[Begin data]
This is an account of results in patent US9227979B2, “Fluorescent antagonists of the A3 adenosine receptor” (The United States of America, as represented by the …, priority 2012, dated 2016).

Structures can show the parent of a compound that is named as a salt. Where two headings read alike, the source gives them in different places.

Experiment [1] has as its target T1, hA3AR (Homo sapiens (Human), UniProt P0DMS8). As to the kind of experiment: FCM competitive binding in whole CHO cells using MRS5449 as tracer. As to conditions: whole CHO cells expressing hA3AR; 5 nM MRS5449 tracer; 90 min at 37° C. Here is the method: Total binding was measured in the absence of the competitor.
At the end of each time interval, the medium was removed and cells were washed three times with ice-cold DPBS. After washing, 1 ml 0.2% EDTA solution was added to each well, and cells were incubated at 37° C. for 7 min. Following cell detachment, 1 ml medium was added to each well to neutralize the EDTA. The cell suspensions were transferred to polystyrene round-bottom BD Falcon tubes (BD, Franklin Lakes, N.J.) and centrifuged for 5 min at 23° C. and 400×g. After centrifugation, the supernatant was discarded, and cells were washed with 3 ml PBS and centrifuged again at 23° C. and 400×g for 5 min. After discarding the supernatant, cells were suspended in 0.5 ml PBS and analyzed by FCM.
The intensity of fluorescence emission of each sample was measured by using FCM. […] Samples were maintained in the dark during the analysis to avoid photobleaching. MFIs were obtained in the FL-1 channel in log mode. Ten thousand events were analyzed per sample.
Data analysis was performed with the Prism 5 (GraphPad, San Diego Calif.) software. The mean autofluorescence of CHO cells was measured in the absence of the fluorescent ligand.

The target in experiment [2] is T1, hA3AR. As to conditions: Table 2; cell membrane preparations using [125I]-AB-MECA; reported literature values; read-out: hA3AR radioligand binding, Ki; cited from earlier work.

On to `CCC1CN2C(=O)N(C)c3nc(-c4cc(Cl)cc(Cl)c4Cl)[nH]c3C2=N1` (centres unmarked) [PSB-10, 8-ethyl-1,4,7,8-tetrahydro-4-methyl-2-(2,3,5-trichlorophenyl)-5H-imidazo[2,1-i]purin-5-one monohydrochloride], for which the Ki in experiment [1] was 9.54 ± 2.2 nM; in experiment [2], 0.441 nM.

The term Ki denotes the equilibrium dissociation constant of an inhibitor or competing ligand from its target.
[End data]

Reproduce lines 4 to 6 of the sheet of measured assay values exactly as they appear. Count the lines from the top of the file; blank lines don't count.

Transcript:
At the end of each time interval, the medium was removed and cells were washed three times with ice-cold DPBS. After washing, 1 ml 0.2% EDTA solution was added to each well, and cells were incubated at 37° C. for 7 min. Following cell detachment, 1 ml medium was added to each well to neutralize the EDTA. The cell suspensions were transferred to polystyrene round-bottom BD Falcon tubes (BD, Franklin Lakes, N.J.) and centrifuged for 5 min at 23° C. and 400×g. After centrifugation, the supernatant was discarded, and cells were washed with 3 ml PBS and centrifuged again at 23° C. and 400×g for 5 min. After discarding the supernatant, cells were suspended in 0.5 ml PBS and analyzed by FCM.
The intensity of fluorescence emission of each sample was measured by using FCM. […] Samples were maintained in the dark during the analysis to avoid photobleaching. MFIs were obtained in the FL-1 channel in log mode. Ten thousand events were analyzed per sample.
Data analysis was performed with the Prism 5 (GraphPad, San Diego Calif.) software. The mean autofluorescence of CHO cells was measured in the absence of the fluorescent ligand.